Due to the oversupply concerns, the international oil price rose significantly in the first quarter of this year, and continued to rise since April, once breaking through the $70 mark. Analysts believe that the positive supply and demand side is the main reason for boosting oil prices, but the future oil price trend is still facing high uncertainty.
Affected by the low crude oil output of the Organization of Petroleum Exporting Countries (OPEC) in March, the international oil price rose significantly on the 10th.
The tight supply is the main factor in the rebound of international oil prices this year. In December last year, OPEC reached an agreement with non-OPEC oil-producing countries to decide to reduce crude oil production by 1.2 million barrels per day from January 2019, with an initial set-up period of six months. From the beginning of this year to the present, OPEC's production reduction effect has become increasingly obvious.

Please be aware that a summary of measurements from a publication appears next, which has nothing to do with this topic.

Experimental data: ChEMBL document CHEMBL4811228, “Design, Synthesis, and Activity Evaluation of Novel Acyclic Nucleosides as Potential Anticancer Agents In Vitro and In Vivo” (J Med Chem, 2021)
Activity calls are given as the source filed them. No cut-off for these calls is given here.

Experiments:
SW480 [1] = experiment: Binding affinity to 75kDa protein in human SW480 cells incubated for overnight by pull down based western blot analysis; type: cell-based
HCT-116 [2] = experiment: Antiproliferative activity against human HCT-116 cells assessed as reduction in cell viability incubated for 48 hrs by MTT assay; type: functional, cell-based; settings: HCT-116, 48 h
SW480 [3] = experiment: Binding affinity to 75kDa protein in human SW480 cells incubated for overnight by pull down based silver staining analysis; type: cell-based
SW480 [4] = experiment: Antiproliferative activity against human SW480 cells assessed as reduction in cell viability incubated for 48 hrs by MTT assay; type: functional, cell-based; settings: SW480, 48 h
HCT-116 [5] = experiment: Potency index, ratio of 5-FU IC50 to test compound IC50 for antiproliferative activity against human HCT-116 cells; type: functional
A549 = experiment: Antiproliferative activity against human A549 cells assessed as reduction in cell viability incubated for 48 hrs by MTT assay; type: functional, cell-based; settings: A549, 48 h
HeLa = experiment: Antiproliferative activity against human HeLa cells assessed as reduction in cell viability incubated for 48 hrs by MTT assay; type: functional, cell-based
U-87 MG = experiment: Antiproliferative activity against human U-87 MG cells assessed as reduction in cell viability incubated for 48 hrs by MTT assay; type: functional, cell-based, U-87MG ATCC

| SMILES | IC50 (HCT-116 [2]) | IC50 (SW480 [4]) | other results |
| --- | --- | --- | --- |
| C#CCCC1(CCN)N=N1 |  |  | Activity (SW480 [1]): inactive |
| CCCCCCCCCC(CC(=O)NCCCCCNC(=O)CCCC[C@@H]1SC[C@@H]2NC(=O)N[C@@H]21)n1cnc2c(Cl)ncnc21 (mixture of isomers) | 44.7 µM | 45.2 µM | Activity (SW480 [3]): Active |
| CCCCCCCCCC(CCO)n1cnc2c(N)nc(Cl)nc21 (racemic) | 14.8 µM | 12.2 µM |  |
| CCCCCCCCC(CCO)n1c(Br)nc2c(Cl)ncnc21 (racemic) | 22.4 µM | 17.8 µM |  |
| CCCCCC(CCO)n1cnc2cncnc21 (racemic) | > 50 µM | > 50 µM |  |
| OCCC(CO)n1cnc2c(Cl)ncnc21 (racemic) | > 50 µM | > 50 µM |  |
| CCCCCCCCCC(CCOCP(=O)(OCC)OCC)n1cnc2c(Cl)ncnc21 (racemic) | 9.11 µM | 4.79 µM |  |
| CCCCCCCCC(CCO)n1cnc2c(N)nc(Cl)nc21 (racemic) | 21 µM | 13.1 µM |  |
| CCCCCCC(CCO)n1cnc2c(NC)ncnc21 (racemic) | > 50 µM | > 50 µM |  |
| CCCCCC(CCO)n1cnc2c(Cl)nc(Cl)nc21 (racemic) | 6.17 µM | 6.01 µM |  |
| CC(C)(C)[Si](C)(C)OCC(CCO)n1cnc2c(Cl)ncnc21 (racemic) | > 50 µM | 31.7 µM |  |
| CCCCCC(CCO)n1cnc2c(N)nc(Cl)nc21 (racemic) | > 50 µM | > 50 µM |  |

OPEC’s latest monthly report released on the 10th showed that OPEC’s average daily crude oil output in March decreased by 534,000 barrels per day to 33.02 million barrels per day, the lowest level in nearly four years.
At the same time, the oil exports of Iran and Venezuela were blocked by US sanctions and the supply of international crude oil was reduced. ING said that OPEC’s active production cuts and passive reductions in Iran and Venezuela are on the rise, and supply and demand in the global oil market are returning to equilibrium.
It is reported that the United States is considering additional sanctions against Iran. One possible option is to tighten the temporary sanctions exemption for Iranian crude oil importers that will expire in May this year. This may further pressure Iranian crude oil exports.